British Digital Broadcasting (BDB), the new terrestrial television company launched yesterday by Rupert Murdoch's BSkyB, Granada and Carlton, is aiming to capture at least 1 million subscribers in its first three years, provided it wins the right to begin services from next summer.
The new television grouping will also provide the BBC with a lucrative platform for its venture into subscription television with Flextech by taking four of the joint venture's channels at premium rates.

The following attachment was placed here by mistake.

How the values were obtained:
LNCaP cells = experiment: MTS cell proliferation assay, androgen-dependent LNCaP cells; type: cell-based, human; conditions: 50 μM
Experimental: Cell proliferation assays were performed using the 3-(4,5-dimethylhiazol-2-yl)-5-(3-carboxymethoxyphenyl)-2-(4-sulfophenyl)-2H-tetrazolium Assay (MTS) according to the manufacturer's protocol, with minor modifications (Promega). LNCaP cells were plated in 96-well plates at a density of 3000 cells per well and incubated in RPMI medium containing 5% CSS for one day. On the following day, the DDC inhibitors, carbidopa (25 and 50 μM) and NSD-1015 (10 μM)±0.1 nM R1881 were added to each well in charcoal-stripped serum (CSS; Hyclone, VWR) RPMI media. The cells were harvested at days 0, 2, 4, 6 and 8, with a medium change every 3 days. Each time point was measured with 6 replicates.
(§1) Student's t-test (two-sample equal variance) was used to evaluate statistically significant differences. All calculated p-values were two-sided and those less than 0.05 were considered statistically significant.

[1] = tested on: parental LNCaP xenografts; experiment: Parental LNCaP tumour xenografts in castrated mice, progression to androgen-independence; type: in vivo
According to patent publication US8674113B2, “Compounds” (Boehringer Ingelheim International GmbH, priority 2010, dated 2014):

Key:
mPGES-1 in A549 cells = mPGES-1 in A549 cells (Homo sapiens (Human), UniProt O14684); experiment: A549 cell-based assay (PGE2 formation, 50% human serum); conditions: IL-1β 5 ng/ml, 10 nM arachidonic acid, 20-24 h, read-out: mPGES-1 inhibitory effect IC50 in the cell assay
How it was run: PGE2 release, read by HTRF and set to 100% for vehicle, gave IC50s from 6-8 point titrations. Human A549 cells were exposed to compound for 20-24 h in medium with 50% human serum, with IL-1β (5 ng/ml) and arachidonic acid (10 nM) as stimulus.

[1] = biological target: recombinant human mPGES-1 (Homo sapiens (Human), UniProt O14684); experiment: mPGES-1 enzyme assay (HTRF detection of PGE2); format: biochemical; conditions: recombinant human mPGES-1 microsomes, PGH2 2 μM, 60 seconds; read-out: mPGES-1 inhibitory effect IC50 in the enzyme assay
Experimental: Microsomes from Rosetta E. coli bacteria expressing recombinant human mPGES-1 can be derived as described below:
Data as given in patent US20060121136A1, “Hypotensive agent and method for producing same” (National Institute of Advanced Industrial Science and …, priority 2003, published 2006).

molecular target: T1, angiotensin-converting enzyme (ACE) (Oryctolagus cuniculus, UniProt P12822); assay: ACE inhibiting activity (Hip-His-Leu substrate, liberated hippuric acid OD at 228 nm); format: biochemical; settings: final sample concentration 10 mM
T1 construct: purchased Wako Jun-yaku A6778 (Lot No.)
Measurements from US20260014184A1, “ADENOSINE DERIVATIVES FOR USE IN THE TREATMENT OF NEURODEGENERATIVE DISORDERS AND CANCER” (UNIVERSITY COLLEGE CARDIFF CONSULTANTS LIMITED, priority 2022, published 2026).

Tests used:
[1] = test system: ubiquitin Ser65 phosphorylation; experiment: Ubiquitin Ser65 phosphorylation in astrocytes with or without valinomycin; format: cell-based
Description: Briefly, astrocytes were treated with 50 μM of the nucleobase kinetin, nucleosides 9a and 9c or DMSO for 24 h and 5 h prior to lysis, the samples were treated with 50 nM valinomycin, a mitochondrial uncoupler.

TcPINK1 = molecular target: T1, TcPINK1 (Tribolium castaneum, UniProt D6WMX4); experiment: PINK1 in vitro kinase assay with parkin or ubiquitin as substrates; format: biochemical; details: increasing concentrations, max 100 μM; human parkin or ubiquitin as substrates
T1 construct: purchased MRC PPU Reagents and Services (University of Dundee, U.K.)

As news emerged of BDB's bid for three of the four "multiplexes" or blocks of frequency being offered by the Independent Television Commission, shares in the three companies soared. Each will have a one-third stake in the company and will share evenly in its pounds 300m investment programme to get the terrestrial digital service up and running. However, BDB is facing competition from Britain's third biggest cable operator, the US-owned International CableTel, which has formed a rival company, Digital Television Network (DNT), to bid for the same three multiplexes. DNT is promising a top class line-up of film, sport, entertainment, money and factual channels with the back up of ITN, Hollywood studios and specialist producers. The cable industry also served notice that it could mount an objection to BDB's programme line-up on the grounds that BSkyB was offering its channels in a way that discriminated unfairly against cable television companies. The three television companies behind BDB have been preparing their bid for four months, after Rupert Murdoch at BSkyB, Granada's Gerry Robinson and Carlton's Michael Green came together in a "meeting of minds" last autumn. Together they pose a formidable combination. Carlton is Britain's biggest terrestrial television company owning the Carlton, Central and WestCounty television franchises. Granada owns London Weekend Television in addition to its own North-west franchise and BSkyB is the world's biggest pay satellite TV operator with 6 million subscribers. …